Robotic surgery has been recently introduced in the clinical practice and it has been accepted as an effective option to perform high-demanding procedures including hepatobiliary surgery in adults[50]. A recent review on the application of robotic surgery to liver surgery in adults when compared to open or laparoscopic shows no inferiority, however, randomized control trials are necessary to reach broader conclusions[51]. The role of robotic surgery in pediatric surgery remains controversial partly because of the lack of pediatric-sized robotic instruments and equipment, the elevated cost and the need for robotic-trained pediatric surgeons. In children, similar to adult surgery, robotic surgery has become popular in pediatric urology, being the pyeloplasty and partial nephrectomies the more accepted procedures[52]. Nothing is known about the role and the advantages of robotic procedures in liver surgery in children.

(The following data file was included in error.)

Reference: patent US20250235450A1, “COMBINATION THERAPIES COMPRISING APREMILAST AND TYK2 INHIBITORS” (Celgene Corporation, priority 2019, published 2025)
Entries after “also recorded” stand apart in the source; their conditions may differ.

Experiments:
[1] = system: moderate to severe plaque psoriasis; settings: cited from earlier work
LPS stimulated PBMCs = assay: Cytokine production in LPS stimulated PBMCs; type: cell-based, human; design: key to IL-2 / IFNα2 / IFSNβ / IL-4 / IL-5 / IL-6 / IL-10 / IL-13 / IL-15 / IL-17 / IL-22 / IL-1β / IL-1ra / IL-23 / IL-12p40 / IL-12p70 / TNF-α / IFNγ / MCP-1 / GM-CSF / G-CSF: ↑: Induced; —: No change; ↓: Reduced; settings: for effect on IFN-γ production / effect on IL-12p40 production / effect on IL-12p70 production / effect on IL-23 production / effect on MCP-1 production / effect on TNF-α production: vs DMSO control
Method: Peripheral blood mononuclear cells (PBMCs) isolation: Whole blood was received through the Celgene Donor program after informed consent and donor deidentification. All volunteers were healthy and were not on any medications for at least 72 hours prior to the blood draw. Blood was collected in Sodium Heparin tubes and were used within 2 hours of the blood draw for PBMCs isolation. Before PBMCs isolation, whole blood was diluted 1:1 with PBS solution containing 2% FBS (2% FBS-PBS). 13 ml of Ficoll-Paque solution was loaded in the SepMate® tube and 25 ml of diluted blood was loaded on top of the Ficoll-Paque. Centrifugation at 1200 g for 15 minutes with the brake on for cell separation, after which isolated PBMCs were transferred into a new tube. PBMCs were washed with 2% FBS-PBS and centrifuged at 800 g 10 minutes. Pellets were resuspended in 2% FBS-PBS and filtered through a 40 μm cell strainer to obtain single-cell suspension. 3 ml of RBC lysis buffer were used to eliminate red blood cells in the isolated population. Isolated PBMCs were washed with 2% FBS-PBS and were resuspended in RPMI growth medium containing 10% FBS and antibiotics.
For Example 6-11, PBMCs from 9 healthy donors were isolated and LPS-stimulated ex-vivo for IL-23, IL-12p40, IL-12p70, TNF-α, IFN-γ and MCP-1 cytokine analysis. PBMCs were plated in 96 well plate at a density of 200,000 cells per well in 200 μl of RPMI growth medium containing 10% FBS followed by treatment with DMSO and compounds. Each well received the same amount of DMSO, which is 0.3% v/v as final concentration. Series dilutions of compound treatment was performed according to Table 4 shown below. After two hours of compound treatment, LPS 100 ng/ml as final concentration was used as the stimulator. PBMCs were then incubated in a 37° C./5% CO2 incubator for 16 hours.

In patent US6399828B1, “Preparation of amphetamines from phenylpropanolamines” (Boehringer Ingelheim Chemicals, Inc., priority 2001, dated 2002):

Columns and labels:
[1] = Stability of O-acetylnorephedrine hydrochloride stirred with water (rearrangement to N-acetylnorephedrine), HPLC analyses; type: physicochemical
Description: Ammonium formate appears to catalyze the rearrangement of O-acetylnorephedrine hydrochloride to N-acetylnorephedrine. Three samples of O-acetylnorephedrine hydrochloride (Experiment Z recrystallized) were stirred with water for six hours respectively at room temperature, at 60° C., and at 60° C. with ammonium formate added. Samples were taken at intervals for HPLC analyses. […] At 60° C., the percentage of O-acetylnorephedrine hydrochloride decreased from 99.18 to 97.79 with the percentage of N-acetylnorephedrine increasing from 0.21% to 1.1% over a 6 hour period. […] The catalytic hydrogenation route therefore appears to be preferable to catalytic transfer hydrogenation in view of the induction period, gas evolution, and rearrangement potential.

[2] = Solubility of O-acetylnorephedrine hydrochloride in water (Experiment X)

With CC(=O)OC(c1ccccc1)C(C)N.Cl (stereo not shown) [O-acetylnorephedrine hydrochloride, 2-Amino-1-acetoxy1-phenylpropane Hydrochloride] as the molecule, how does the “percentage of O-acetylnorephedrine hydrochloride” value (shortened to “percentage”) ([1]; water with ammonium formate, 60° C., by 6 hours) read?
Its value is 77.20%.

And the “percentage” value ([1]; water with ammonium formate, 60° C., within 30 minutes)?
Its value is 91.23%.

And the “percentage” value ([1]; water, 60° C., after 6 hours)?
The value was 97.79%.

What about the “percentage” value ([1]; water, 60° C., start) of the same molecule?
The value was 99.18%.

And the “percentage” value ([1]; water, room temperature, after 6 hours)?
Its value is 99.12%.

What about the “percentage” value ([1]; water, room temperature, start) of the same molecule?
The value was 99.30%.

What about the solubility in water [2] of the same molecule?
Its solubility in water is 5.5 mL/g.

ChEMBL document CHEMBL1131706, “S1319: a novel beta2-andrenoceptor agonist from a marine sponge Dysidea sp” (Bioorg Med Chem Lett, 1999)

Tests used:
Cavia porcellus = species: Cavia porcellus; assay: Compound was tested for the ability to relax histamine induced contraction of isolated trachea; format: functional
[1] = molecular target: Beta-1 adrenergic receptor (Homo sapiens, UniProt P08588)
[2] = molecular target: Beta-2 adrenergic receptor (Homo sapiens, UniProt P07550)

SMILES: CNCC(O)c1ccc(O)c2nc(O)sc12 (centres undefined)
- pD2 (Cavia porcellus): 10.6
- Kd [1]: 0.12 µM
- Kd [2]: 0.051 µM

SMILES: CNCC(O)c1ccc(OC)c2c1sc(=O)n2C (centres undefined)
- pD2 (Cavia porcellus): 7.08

Independent of the technical challenges in MILR in children, the most important task of our field will be to assure that the current recommendations for surgical resection of the corresponding pediatric oncological study groups, especially CHIC, are not compromised by the innovation of MILR. This is especially true for malignant tumors such as hepatoblastoma and HCC, for which there is overwhelming evidence that incomplete resection significantly worsens prognosis, even if followed by liver transplant[23]. As MILR continues to grow within pediatric oncology, more research is needed to evaluate the full impact of MILR in children. The current evidence is summarized in Table 1, representing one article with level III evidence (comprehensive retrospective review) and several articles with level IV evidence (case reports and case series). A large prospective study would be the highest possible level of evidence addressing the question of whether there are significant differences in outcome and morbidity between open and laparoscopic liver resection for pediatric tumors and would certainly be much desired. However, similar to the obstacles found when creating the current PHITT study, due to the rarity of hepatic tumors in children, such a trial would have to be designed as a global effort in order to obtain adequate numbers for reliable statistical analysis. Until then, it would be nevertheless of immense value if more literature were to become available on the subject, whether small prospective studies or comprehensive retrospective reviews.